There were 27 cases of assault (excluding sexual assault) in August 2020, which was an increase over the 18 assaults for the same month in 2019. Sgt. Guider noted that last year's number of assaults were actually below the five-year average.
“Currently the numbers are back into pretty much the five year average,” he said. “So we haven't seen a spike. It's just that they have gone back up to what was the five year average.”
The report indicates there were two sexual offences in August 2020 compared to three for the same month last year and seven in 2018.
The number of sexual offences for the year to date was similar to last year, but lower than two years ago. There were 25 sexual offences for the eight-month period until the end of August 2020. For the same time period in 2019 there were 24 sexual offences and 32 in 2018.
The number of incidences reported under the Mental Health Act has increased noticeably in 2020. There were 22 incidents in August 2020 compared to 11 for the same month in 2019 and 16 in 2018.
“I was suspicious that we would see the increase since March and there has been a bit of an increase, but a lot of those cases are very similar to other cases that we've had in the past,” he said. “I wouldn't be able to actually attribute it to specifically being related to COVID concerns. It certainly could be related to economic hardship or unemployment.”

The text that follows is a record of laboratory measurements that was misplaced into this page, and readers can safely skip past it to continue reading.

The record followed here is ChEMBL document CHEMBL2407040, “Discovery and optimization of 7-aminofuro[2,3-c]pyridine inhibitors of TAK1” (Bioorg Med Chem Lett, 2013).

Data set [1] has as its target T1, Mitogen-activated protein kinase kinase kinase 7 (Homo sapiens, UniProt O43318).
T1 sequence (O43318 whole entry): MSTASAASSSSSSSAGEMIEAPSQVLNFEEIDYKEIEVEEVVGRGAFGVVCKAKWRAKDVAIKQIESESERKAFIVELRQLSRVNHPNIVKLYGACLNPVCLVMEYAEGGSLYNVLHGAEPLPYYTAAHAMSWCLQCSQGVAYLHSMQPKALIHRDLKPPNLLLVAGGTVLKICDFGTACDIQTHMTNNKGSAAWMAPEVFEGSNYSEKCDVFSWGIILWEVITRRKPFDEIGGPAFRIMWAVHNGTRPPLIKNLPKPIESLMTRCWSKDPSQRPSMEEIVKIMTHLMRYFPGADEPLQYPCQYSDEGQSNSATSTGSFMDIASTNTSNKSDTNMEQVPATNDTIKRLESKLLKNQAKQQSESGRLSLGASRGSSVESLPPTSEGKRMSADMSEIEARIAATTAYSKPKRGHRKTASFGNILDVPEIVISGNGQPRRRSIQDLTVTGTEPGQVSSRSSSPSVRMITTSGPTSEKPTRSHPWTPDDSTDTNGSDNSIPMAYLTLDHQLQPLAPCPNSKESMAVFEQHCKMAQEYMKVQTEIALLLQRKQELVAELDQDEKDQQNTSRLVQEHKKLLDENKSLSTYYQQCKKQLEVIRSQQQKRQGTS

He added that less than half of those calls related to the Mental Health Act are for situations within homes.
“A lot of these Mental Health Act calls that we're receiving are people who are out in the public,” he said. “Some of the persons are transient in nature and they've come onto our radar due to their behaviour while they're moving through our community. So we're trying to ensure that we're providing the adequate supports that we can and a lot of those Mental Health Act calls result in us utilizing either the mental health group in town or in the hospital.”
Sgt. Guider referred to the staffing situation at the City detachment during his presentation. He reported that the detachment is currently without a full-time detachment commander, but he is assuming some of those responsibilities until a new commander is appointed.
Staff Sgt. Gary Hodges was the detachment commander until August, when he accepted a new position as a member of the Saskatchewan RCMP South District management team. He is now overseeing the work of all the RCMP detachments in southwest Saskatchewan and his office is located at the Swift Current rural detachment.
The reopening of the schools meant that the City detachment’s school liaison officer, Const. Tony Curti, is back on duty at the high school. He worked as a regular frontline officer at the detachment while the schools were closed due to the COVID-19 pandemic.
Const. Curti was accepted into the national youth officer training program, which is offered by the RCMP National Youth Services. He has successfully completed an online course that covered best practices for youth engagement, mental health, suicide prevention, vaping, dangers of cannabis, child exploitation, and human trafficking.
“He's now working on implementing a lot of this new knowledge,” Sgt. Guider said. “We're hoping as well that he could become a bit of a subject matter expert in regards to the dangers of cannabis, not only for youth, but for all individuals who may not be using for lawful purposes. Abuse can come in any form. So that's one of the things that Tony really wants to strike at the heart of.”